AIDS and Behavior

, Volume 21, Issue 1, pp 300–306 | Cite as

The “Safe Sex” Conundrum: Anticipated Stigma From Sexual Partners as a Barrier to PrEP Use Among Substance Using MSM Engaging in Transactional Sex

  • Katie B. Biello
  • Catherine E. Oldenburg
  • Jennifer A. Mitty
  • Elizabeth F. Closson
  • Kenneth H. Mayer
  • Steven A. Safren
  • Matthew J. Mimiaga
Original Paper


Pre-exposure prophylaxis (PrEP) is efficacious for HIV prevention when taken consistently; however, barriers to PrEP use are poorly understood among individuals who could benefit from PrEP, including men who have sex with men (MSM) who engage in transactional sex (i.e., sex exchanged for money or drugs). Two hundred and thirty-seven HIV-uninfected, PrEP-naive MSM reporting concurrent substance dependence and sexual risk completed a questionnaire on PrEP use barriers. Barriers to PrEP use for MSM who engaged in recent transactional sex (22 %) versus those who had not were compared using an ecological framework. Individual (e.g., HIV stigma, substance use) and structural (e.g., economic, healthcare) barriers did not differ (p > 0.05). MSM who recently engaged in transactional sex were more likely to report that anticipated stigma from primary and casual partners would be barriers to PrEP use. Assessing recent transactional sex may help identify men who may need additional counseling to avoid anticipated stigma so they can integrate PrEP into their lives.


Men who have sex with men HIV Pre-exposure prophylaxis Prevention 


Profilaxis prexposición (PrEP) es un método eficaz para la prevención del VIH cuando se toma los medicamentos de manera constante; sin embargo, las barreras para el uso de PrEP son poco comprendidas entre las personas que podrían beneficiarse de PrEP, incluso los hombres que tienen sexo con hombres (HSH) que participan en sexo transaccional (sexo intercambiado por dinero o drogas). Doscientos treinta y siete HSH VIH-negativo, sin tratamiento PrEP previo, y que han experimentado concurrentemente la dependencia de sustancias y actividades sexuales de riesgo, completaron una encuesta sobre las barreras del uso de PrEP. Se utilizó un modelo ecológico para comparar las barreras para el uso de PrEP entre HSH que han participado en sexo transaccional recientemente (22 %) frente a los que no. Barreras personal (por ejemplo, el estigma del VIH, el abuso de sustancias) y barreras estructurales (por ejemplo, accesibilidad a los servicios de salud, barreras económicas) no difirieron entre los dos grupos (p > 0.05). HSH que participaron recientemente en el sexo transaccional eran lo más probable a informar que el estigma anticipado de las parejas principales y parejas casuales sería una barrera para el uso de PrEP. La evaluación del sexo transaccional reciente podría ayudar a identificar a los hombres que podrían beneficiarse de una orientación adicional para evitar el estigma anticipado para que puedan integrar la PrEP en sus vidas.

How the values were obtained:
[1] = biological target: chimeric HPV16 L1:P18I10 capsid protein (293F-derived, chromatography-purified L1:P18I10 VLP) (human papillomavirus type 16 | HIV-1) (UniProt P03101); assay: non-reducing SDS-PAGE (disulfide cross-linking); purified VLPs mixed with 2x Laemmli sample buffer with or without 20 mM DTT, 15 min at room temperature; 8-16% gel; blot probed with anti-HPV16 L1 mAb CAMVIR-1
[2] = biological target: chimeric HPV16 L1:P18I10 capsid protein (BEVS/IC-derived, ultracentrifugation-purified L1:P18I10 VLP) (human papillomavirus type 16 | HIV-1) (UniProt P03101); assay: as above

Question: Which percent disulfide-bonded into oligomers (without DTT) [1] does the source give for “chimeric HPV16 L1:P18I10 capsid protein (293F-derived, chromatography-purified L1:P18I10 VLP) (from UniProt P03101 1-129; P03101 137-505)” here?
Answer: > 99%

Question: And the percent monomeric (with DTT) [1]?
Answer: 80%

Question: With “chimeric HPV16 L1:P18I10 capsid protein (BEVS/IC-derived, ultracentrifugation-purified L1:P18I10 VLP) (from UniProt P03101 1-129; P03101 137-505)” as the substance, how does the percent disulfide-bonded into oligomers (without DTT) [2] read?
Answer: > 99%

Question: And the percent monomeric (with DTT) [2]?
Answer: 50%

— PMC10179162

The project described was supported by Grant Number R21MH095535 from the National Institute Of Mental Health awarded to Drs. Mimiaga and Mitty. Some author time was funded by K24 MH094214 (SAS) and by Harvard University Center for AIDS Research (CFAR), an NIH funded program (P30 AI060354) (KHM).

Compliance with Ethical Standards

Conflict of Interest

KBB declares that she has no conflict of interest. CEO declares that she has no conflict of interest. JAM declares that she has no conflict of interest. EFC declares that she has no conflict of interest. KHM declares that he has no conflict of interest. SAS declares that he has no conflict of interest. MJM declares that he has no conflict of interest.

Ethical Approval

All procedures performed in studies involving human participants were in accordance with the ethical standards of the institutional and/or national research committee and with the 1964 Helsinki declaration and its later amendments or comparable ethical standards. This article does not contain any studies with animals performed by any of the authors.

Informed Consent

Informed consent was obtained from all individual participants included in the study.


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Copyright information

© Springer Science+Business Media New York 2016

Authors and Affiliations

  • Katie B. Biello
    • 1
    • 2
    • 3
  • Catherine E. Oldenburg
    • 4
  • Jennifer A. Mitty
    • 5
  • Elizabeth F. Closson
    • 3
    • 6
  • Kenneth H. Mayer
    • 3
    • 7
    • 8
  • Steven A. Safren
    • 9
  • Matthew J. Mimiaga
    • 1
    • 2
    • 3
    • 4
  1. 1.Departments of Epidemiology and Behavioral & Social Health SciencesBrown University School of Public HealthProvidenceUSA
  2. 2.Institute for Community Health PromotionBrown UniversityProvidenceUSA
  3. 3.The Fenway InstituteFenway HealthBostonUSA
  4. 4.Department of EpidemiologyHarvard T. H. Chan School of Public HealthBostonUSA
  5. 5.Department of MedicineBeth Israel Deaconess Medical CenterBostonUSA
  6. 6.Department of Social and Environmental Health ResearchThe London School of Hygiene & Tropical MedicineLondonUK
  7. 7.Division of Infectious DiseasesHarvard Medical School/Beth Israel Deaconess Medical CenterBostonUSA
  8. 8.Department of Global Health and PopulationHarvard T. H. Chan School of Public HealthBostonUSA
  9. 9.Department of PsychologyUniversity of MiamiMiamiUSA

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